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Frédéric van den Driessche,
Delphine's traveling companion cancels two weeks before her holiday, so Delphine, a Parisian secretary, is at loose ends. She doesn't want to travel by herself, but has no boyfriend and seems unable to meet new people. A friend takes her to Cherbourg; after a few days there, the weepy and self-pitying Delphine goes back to Paris. She tries the Alps, but returns the same day. Next, it's the beach: once there, she chats with an outgoing Swede, a party girl, and a friendship seems to bud; then, suddenly, Delphine bolts, heading back to Paris. As she waits at the Biarritz train station, a young man catches her eye; perhaps a sunset and the sun's green ray await. Written by
Marie Rivière first encountered Éric Rohmer's work in the early 1970s. She wrote a letter to the director, expressing an interest in working with him. This led to small parts in some of his films, culminating in this full collaboration with Rohmer where Riviere's contribution to the screenplay was so extensive, she received a co-writing credit. As such, the screenplay was actually just a framework for the actors as practically all the dialogue was improvised. Riviere would actually go on to make a documentary about Rohmer which she completed in 2010, just months before the director's death. See more »
[crying about her problems]
I'm forgetting them. I didn't think of them. You talk of showing things... I don't know, I don't have anything. If I had something to show, people would see it, that's all!
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Something new on the screen! The sun shines, the wind blows, the clouds scud but it never rains. The treetops shiver in the melancholy gusts, the people gasp and murmur and gesticulate, and tears run down our heroine's cheeks. Again and again her face contorts as her fragile boat grinds on the rocky bottom.
A frustrated secretary lives for love. When a chance encounter informs her of the green ray, she is enamoured, thinking that this controversial phenomenon will bring the psychic clarity she so needs. She has so little self-esteem that she identifies with everything around her, she is somehow somewhat egoless, a pair of eyes, a pair of ears, a tortured heart. Her frame is delicate, almost skeletal. Fear is eating her soul.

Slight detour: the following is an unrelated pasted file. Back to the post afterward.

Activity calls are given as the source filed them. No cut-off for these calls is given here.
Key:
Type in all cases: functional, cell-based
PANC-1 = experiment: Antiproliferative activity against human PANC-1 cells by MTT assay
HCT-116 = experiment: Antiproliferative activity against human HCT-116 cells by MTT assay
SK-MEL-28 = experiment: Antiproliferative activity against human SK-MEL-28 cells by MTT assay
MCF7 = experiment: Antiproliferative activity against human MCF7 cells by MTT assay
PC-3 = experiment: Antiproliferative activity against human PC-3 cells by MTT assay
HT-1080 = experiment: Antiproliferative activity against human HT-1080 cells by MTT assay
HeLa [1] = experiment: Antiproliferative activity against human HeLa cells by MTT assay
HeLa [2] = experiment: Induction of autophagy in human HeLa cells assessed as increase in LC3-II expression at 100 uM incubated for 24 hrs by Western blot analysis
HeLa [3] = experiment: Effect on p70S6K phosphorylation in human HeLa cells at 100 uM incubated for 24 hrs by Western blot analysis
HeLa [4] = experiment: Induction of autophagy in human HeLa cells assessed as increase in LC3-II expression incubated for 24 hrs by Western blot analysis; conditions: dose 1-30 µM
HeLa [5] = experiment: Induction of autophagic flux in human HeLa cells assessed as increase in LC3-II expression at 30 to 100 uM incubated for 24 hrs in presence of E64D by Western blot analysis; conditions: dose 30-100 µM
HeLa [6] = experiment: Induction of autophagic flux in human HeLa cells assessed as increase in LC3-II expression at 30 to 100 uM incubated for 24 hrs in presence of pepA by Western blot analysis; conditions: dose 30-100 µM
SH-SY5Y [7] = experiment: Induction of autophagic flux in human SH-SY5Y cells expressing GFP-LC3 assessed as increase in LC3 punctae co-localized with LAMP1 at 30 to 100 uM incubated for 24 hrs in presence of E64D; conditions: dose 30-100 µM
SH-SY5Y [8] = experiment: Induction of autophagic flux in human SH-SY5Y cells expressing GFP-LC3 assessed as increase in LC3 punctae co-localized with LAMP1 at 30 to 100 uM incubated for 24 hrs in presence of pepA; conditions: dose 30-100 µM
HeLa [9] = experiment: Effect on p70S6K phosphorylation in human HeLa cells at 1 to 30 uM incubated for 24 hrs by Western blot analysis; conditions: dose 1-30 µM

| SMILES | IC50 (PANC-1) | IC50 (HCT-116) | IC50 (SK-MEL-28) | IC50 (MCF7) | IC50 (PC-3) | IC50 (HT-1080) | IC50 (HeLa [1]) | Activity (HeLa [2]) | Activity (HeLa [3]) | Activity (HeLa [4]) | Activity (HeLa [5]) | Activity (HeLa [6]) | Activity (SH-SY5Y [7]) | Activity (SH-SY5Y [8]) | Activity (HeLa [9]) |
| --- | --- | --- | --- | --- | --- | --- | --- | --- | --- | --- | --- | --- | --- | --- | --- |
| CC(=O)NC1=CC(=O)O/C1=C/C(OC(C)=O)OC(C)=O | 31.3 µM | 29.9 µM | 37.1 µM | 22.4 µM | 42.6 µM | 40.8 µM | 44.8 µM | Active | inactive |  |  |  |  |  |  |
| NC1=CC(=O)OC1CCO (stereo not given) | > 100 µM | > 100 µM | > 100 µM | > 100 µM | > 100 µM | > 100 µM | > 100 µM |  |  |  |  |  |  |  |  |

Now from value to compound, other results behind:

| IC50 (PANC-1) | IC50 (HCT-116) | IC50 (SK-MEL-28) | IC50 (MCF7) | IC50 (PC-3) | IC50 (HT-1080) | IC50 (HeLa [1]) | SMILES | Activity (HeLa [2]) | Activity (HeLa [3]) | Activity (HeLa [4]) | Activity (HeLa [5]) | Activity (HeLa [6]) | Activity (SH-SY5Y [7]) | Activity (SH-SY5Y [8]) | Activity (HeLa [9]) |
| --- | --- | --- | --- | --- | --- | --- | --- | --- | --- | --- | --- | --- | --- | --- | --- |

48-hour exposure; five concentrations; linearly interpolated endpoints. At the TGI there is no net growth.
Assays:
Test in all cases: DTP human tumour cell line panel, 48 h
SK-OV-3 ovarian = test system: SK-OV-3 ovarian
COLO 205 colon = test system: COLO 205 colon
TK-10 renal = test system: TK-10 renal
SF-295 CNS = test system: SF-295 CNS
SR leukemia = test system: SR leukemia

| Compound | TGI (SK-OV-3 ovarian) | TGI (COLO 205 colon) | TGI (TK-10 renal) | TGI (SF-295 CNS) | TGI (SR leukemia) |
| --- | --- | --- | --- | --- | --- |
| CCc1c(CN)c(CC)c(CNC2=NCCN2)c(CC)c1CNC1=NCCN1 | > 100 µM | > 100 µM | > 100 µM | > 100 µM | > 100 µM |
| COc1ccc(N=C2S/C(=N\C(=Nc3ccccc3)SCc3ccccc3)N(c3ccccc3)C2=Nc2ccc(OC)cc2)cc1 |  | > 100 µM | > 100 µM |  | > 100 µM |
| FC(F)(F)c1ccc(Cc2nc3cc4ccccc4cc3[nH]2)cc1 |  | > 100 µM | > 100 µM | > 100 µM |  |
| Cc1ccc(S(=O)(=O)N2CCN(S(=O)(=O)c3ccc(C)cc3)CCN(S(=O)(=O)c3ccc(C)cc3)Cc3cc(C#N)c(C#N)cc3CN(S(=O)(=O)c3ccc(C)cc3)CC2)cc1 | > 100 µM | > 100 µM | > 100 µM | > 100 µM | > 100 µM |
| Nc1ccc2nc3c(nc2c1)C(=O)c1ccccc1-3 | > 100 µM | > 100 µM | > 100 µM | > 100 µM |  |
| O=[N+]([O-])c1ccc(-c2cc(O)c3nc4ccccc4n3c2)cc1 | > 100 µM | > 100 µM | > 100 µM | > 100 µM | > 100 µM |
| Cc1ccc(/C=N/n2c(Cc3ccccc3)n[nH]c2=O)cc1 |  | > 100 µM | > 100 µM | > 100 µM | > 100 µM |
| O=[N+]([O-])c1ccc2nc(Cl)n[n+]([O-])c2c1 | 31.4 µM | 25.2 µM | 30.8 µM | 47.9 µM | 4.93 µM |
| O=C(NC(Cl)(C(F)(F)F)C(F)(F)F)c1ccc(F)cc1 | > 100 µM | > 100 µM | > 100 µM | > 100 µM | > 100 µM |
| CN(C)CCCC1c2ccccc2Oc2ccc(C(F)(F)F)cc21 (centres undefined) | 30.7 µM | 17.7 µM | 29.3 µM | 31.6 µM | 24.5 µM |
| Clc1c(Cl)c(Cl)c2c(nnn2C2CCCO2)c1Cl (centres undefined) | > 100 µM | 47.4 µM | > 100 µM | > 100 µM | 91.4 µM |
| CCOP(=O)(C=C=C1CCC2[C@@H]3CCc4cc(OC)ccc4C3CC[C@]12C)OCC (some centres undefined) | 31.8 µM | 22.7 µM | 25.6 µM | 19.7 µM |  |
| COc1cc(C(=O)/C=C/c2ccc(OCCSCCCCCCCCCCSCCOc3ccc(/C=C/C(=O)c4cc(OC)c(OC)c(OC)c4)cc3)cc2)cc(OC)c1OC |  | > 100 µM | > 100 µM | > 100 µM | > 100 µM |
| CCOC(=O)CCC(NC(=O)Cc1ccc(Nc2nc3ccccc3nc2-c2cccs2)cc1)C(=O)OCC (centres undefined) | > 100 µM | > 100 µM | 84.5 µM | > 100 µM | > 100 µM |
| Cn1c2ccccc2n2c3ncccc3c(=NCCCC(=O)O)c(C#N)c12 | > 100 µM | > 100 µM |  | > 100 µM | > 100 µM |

She cannot reciprocate the robust friendship of one group of people due to her delicate vegetarian outlook (which she paradoxically defends with great vigour and the most articulacy she summons in two hours on screen). But she is excluded also due to the delicacy she cannot control (her sea-sickness, her love-sickness...) Wherever she goes, in fact, she cannot make friends. The ski bums of the alps treat her with relaxed cool cordiality but she leaves immediately because, she says, "I know that place". The implication is that she thinks she's leaving because the place is decadent and full of one night stands but that the underlying reality is of her not being able to stomach any reminder of herself. She wants to be reborn with a childlike clarity in the last miraculous light of the dying sun. This emphasises a cycle of small deaths and rebirths - falling into and out of love, leaving home, coming back again, leaving again.
This film is deeply concerned with one person and may seem obsessive, but it's one way of looking at life and has of course many resonances for our self-obsessed selves. Of course we cannot escape from ourselves, though we can expand that self so that it is not so claustrophobic to live in.
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